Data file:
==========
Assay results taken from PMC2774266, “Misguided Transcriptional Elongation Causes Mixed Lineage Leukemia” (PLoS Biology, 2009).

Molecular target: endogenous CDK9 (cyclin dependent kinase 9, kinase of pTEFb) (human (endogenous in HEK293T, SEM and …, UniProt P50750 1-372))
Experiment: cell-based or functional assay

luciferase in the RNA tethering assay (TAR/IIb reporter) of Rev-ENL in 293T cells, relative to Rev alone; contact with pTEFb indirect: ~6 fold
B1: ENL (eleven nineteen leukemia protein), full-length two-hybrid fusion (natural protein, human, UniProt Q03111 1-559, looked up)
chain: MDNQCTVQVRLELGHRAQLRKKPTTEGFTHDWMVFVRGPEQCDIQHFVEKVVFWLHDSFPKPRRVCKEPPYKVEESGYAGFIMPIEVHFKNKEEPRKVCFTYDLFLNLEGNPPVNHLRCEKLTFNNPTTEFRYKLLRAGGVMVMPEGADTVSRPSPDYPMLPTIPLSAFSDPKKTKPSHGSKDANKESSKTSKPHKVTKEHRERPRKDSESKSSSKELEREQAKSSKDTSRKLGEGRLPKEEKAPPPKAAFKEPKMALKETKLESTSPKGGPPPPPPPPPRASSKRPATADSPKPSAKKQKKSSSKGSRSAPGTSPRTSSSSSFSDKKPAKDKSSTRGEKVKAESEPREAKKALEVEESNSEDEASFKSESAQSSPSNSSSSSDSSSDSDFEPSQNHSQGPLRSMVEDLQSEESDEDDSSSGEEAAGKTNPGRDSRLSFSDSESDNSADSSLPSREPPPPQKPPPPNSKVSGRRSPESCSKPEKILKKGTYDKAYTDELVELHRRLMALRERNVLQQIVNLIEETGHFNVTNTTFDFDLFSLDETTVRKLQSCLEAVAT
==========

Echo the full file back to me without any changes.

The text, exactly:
Assay results taken from PMC2774266, “Misguided Transcriptional Elongation Causes Mixed Lineage Leukemia” (PLoS Biology, 2009).

Molecular target: endogenous CDK9 (cyclin dependent kinase 9, kinase of pTEFb) (human (endogenous in HEK293T, SEM and …, UniProt P50750 1-372))
Experiment: cell-based or functional assay

luciferase in the RNA tethering assay (TAR/IIb reporter) of Rev-ENL in 293T cells, relative to Rev alone; contact with pTEFb indirect: ~6 fold
B1: ENL (eleven nineteen leukemia protein), full-length two-hybrid fusion (natural protein, human, UniProt Q03111 1-559, looked up)
chain: MDNQCTVQVRLELGHRAQLRKKPTTEGFTHDWMVFVRGPEQCDIQHFVEKVVFWLHDSFPKPRRVCKEPPYKVEESGYAGFIMPIEVHFKNKEEPRKVCFTYDLFLNLEGNPPVNHLRCEKLTFNNPTTEFRYKLLRAGGVMVMPEGADTVSRPSPDYPMLPTIPLSAFSDPKKTKPSHGSKDANKESSKTSKPHKVTKEHRERPRKDSESKSSSKELEREQAKSSKDTSRKLGEGRLPKEEKAPPPKAAFKEPKMALKETKLESTSPKGGPPPPPPPPPRASSKRPATADSPKPSAKKQKKSSSKGSRSAPGTSPRTSSSSSFSDKKPAKDKSSTRGEKVKAESEPREAKKALEVEESNSEDEASFKSESAQSSPSNSSSSSDSSSDSDFEPSQNHSQGPLRSMVEDLQSEESDEDDSSSGEEAAGKTNPGRDSRLSFSDSESDNSADSSLPSREPPPPQKPPPPNSKVSGRRSPESCSKPEKILKKGTYDKAYTDELVELHRRLMALRERNVLQQIVNLIEETGHFNVTNTTFDFDLFSLDETTVRKLQSCLEAVAT